Edisto River

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The Edisto River watershed

The Edisto River is the longest free flowing blackwater river in North America,[1] flowing over 250[1] meandering miles from its sources in Saluda and Edgefield counties, to its Atlantic Ocean mouth at Edisto Beach, South Carolina. It rises in two main tributaries (North Fork & South Fork) from springs under the Sandhills region of West Central South Carolina, just to the south of the Piedmont fall line. It is the longest and largest river system completely contained by the borders of South Carolina. Its name comes from the Edisto subtribe of the Cusabo Indians.

Near the coast, part of the river was once known as the Ponpon River. The Dawhoo River (sometimes Dawho, or Dawhoe) connects the Edisto to the North Edisto River, also the confluence of the Wadmalaw and the Toogoodoo rivers, where they meet the Atlantic Ocean. Between the coast and the Dawhoo River, the river is known as the South Edisto River.[2]

Feeding ducks in winter time at Edisto Gardens alongside the Edisto River, Orangeburg, South Carolina

The Edisto system flows through only one major town or city, Orangeburg, the location of Edisto Gardens (on the North Fork). The river system, being blackwater throughout its entire length, flows through highly intermittent bottom swampland. During an excessively rainy season, the river will leave its main channel, with its flow basin increasing to over a mile or more of total width. The lower Edisto basin forms a crucial part of the ACE Basin, an area that encompasses its bottomlands confluence with the Ashepoo and Combahee river basins.

A major tributary is Four Holes Swamp, which is unique in that it has no single defined channel, but rather a network of braided channels.

Conservation[edit]

Wildlife[edit]

Common fish by biomass in the freshwater portions of the Edisto include spotted sucker (Minytrema melanops), bowfin (Amia calva), flat bullhead (Ameiurus platycephalus), largemouth bass (Micropterus salmoides), common carp (Cyprinus carpio), longnose gar (Lepisosteus osseus), and American eel (Anguilla rostrata).[3] Redbreast sunfish (Lepomis auritus) is the species most prized by anglers.[3]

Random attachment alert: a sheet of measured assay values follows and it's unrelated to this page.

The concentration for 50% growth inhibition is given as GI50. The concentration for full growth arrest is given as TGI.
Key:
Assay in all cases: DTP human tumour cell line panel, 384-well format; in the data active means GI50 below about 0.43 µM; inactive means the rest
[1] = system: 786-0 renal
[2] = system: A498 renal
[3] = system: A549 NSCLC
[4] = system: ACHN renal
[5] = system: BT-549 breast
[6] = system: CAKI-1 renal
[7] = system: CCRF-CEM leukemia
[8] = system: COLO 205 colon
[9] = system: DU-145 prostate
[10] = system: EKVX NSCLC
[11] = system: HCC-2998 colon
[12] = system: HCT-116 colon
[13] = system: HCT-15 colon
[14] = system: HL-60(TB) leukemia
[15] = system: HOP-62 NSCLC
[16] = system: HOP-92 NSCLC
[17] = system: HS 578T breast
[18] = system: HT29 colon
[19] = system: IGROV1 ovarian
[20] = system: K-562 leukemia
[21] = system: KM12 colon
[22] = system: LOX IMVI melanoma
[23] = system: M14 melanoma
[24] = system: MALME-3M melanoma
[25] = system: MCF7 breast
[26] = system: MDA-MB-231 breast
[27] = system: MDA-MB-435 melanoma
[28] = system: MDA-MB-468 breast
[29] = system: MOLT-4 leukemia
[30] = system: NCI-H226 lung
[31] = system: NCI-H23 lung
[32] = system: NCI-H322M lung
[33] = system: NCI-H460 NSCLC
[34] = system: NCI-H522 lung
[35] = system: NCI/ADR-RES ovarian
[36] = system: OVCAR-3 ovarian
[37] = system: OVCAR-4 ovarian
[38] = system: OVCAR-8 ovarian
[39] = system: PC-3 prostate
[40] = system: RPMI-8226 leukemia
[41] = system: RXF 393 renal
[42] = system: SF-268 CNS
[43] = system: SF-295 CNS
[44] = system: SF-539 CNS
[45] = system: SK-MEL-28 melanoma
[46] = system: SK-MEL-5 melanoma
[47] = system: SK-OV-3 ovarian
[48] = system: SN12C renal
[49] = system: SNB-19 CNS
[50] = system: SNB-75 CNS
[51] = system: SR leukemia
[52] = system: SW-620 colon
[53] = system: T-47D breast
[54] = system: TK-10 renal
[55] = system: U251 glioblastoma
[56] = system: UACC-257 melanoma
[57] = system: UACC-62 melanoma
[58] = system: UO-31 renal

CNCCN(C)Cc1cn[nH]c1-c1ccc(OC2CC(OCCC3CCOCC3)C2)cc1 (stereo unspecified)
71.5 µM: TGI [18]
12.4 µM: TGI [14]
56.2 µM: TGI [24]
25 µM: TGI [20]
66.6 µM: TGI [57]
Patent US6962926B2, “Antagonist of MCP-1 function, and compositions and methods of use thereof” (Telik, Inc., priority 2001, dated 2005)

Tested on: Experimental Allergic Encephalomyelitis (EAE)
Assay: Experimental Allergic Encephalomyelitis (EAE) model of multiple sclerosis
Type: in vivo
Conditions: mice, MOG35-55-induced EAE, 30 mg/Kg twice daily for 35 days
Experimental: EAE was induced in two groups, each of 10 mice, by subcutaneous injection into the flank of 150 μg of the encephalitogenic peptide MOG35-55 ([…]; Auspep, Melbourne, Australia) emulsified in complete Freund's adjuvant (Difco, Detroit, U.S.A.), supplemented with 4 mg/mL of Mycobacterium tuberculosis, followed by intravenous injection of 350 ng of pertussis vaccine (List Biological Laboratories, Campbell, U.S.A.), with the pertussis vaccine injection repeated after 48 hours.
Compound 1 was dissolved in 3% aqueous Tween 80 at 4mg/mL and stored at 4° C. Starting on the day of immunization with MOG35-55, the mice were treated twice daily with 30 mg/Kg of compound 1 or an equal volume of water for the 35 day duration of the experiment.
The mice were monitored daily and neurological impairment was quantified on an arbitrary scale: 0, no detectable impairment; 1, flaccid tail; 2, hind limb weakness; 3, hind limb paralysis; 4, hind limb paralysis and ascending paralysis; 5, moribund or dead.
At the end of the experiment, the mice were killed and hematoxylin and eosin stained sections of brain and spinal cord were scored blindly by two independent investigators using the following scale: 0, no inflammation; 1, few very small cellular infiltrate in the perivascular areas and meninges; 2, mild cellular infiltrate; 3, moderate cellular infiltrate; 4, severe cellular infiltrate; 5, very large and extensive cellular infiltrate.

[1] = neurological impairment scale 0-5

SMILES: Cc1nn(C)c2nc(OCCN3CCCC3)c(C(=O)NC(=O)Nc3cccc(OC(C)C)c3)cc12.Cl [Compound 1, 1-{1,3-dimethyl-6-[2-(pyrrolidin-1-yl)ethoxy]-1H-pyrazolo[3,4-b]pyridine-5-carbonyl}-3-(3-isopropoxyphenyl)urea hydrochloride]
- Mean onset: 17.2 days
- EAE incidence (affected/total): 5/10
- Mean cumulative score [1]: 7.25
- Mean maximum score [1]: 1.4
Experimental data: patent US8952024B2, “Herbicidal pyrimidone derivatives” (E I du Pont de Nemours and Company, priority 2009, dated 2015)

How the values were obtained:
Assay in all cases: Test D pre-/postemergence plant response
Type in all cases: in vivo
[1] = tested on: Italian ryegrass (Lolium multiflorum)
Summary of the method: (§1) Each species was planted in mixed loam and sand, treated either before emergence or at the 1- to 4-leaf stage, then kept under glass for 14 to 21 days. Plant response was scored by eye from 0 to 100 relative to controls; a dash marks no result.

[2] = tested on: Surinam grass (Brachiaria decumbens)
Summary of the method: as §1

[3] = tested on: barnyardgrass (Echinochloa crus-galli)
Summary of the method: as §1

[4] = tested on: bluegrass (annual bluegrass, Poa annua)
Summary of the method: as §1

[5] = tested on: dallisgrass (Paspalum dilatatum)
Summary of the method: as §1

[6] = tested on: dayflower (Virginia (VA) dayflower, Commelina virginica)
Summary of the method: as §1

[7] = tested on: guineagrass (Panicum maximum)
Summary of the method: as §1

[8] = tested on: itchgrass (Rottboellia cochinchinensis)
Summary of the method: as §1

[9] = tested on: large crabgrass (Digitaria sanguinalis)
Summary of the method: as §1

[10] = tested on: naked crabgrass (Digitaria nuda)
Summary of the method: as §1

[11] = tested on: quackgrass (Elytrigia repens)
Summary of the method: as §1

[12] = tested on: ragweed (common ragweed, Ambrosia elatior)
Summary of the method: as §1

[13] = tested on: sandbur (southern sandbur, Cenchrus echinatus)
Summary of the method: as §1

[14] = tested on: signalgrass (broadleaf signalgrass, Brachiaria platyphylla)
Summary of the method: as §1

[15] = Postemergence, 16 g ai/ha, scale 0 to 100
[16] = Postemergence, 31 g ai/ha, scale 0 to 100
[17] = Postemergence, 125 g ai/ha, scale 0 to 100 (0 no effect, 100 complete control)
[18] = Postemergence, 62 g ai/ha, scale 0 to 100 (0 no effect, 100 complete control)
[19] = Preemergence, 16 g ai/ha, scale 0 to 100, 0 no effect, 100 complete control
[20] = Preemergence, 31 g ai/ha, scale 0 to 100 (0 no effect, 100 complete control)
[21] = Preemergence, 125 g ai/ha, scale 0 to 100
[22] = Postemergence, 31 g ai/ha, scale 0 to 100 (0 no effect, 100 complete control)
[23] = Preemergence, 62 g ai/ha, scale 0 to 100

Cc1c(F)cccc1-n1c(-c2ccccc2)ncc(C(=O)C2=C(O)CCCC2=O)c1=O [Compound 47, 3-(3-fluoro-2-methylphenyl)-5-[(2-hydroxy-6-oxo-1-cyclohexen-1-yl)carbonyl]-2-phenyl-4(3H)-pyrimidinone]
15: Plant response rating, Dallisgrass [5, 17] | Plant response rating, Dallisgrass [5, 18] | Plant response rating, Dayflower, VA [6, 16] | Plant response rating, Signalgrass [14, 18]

Friends of the Edisto[edit]

Friends of the Edisto, Inc. FRED, a non-profit organization, was established in 1998 to facilitate conservation of natural resources and to encourage and support sustainable economic development within the Edisto River Basin in South Carolina[4]

Edisto River Canoe and Kayak Trail[edit]

Edisto River Canoe and Kayak Trail "ERCK" is a group of volunteers committed to the preservation of the Edisto River, educating people on safe paddling, and emphasizing the enjoyment of paddling. All instructors are American Canoe Association certified.[5]

See also[edit]

References[edit]

  1. ^ a b "South Carolina Department of Natural Resources - Edisto River". Retrieved May 8, 2012. 
  2. ^ Report of the Chief of Engineers U.S. Army, 1881, Volume II, page 1140.
  3. ^ a b Marcy, Jr., Barton C.; O'Brien-White, Suzanne K. (1995). "Fishes of the Edisto River Basin". S.C. Department of Natural Resources. Retrieved 16 December 2012. 
  4. ^ "Friends of the Edisto - About Friends of the Edisto". Retrieved May 8, 2012. 
  5. ^ "Edisto River Canoe Kayak Trail - About". Retrieved May 8, 2012. 

External links[edit]

Coordinates: 32°39′16″N 80°23′17″W / 32.65444°N 80.38806°W / 32.65444; -80.38806